Date Full Report Received06/11/2018
Date Abstract Report Received06/11/2018
InvestigationInstitution: Kansas State University
Primary Investigator: Dr. Cassandra Jones
Co-Investigators: Roger Cochrane, Dr. T.G. Nagaraja, John Pluske, Dr. Amachawadi, Michael Tokach, Dr. Megan Niederwerder, Jason Woodworth, S.S. Dritz, Dr. Chad Paulk, Charles Stark
Funded ByNational Pork Board
Research has demonstrated that medium chain fatty acids (MCFA) can serve as reduction strategies for bacterial and viral pathogens in animal feed and ingredients. However, it is unknown how the type or level of MCFA impact bacteria growth. Furthermore, it is not known if MCFA can serve as an antibiotic alternative to therapeutic doses of antibiotic used in the swine industry. The objective of this study was to assess the role of medium chain fatty acids as an alternative to medically important antibiotics by 1) evaluating fatty acid concentrations of commercially-available or based MCFA products and evaluation of bactericidal activity through the development of a low-cost benchtop model and 2) compare the efficacy of MCFA vs. therapeutic chlortetracycline supplementation in feed for disease-challenged pigs.
From the first objective, it was determined that the MIC of MCFA varied among bacteria species. The lowest MIC of the MCFA was 0.43% of a 1:1:1 blend of C6:0, C8:0, and C10:0 for Campylobacter coli, 0.25% C12:0 for Clostridium perfringens, 0.60% 1:1:1 blend for generic Escherichia coli, 0.53% C6:0 for ETEC, and 0.40% C6:0 for Salmonella Typhimurium. It was also noted that the commercially based product containing higher concentrations of C6:0 or C8:0 had lower MIC in gram negative bacteria.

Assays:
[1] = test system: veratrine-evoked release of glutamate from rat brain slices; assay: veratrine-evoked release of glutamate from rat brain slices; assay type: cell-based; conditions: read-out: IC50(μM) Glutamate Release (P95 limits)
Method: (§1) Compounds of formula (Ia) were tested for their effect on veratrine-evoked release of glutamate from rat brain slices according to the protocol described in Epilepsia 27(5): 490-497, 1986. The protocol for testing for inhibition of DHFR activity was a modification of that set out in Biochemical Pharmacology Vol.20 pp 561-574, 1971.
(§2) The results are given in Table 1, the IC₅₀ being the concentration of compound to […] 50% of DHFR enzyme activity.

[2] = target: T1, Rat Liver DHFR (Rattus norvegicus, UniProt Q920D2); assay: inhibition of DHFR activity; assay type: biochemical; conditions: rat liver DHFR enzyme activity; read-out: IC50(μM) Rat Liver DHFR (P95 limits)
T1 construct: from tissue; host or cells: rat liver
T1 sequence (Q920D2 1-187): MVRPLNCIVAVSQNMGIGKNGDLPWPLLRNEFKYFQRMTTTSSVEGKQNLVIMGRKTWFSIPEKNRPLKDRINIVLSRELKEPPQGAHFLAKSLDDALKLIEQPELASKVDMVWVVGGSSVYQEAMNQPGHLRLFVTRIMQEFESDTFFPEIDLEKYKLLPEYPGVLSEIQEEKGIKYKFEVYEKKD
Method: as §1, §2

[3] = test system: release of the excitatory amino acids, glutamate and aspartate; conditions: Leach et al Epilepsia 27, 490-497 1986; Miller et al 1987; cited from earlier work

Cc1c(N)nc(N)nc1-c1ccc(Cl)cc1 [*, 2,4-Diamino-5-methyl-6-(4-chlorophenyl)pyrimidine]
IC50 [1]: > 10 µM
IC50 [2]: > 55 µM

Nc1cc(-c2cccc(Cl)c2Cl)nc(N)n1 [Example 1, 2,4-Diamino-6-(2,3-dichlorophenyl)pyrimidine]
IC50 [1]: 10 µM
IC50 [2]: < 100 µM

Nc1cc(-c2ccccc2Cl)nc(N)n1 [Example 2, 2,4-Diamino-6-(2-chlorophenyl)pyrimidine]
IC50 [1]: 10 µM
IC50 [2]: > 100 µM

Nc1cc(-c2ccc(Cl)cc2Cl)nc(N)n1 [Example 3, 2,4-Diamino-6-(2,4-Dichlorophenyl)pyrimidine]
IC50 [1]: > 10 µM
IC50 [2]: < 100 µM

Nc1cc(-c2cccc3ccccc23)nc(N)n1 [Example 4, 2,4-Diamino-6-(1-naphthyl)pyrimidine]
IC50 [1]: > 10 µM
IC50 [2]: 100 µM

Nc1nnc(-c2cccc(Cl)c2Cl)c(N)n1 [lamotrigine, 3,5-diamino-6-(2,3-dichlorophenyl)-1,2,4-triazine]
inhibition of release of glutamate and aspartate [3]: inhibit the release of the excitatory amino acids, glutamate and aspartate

For the second objective, 100 entire male pigs (initially 14.1 ± 1.6 lb BW and weaned at 22 days of age) were used in a 29-day disease challenge study. Pigs were allowed 5 acclimation days, followed by 2 days of disease challenge with enterotoxigenic β-hemolytic Escherichia. coli, serotype O149:K91: K88 (ETEC). After the challenge, pigs were allotted to a diet with 1 of 5 treatments: 1) Control with no additives, 2) 400 g/ton CTC (Chlortet 200G, Eco Animal Health, London, United Kingdom), 3) 1.08% of a 1:1:1 blend of C6:0, C8:0, and C10:0 (Nuscience Group, Drongen, Belgium), 4) 3.93% developmental Product A (Nuscience Group, Drongen, Belgium), and 5) 1.04% developmental Product B (Kemin Industries, Des Moines, IA). Treatments 3, 4, and 5 were included at rates to derive a 1% MCFA concentration in finished feed. Pigs were fed treatment diets for 14 days following the disease challenge to mimic a therapeutic dose of CTC and fed a common diet from d 14 to 21. There was no effect of dietary treatment on growth performance form d 0 to 7 or d 14 to 21. From d 7 to 14, pigs fed diets supplemented with CTC, 1:1:1 blend, or Product B had improved F:G compared to those fed the control diet.
Pigs fed diets with CTC had increased fecal shedding of ETEC from d 7 to 14, while those fed diets with Product B having less fecal ETEC shedding on d 1 compared to d 14. While other disease markers, such as fecal score, plasma urea nitrogen, and haptoglobin, decreased with time, they were not affected by dietary treatment.
Overall, the inhibitory efficacy of MCFA varies among bacteria species. This suggest that MCFA mixtures may provide a wider spectrum of bacterial control. It was also noted that supplementing ETEC-challenged nursery pigs with MCFA-based dietary treatments led to similar growth performance as a therapeutic dose of 400 g/ton of CTC. As commercial products containing MCFA become available for livestock, it is important to consider the interaction between MCFA chain length and concentration on the potential to effectively mitigate various feed-based bacteria.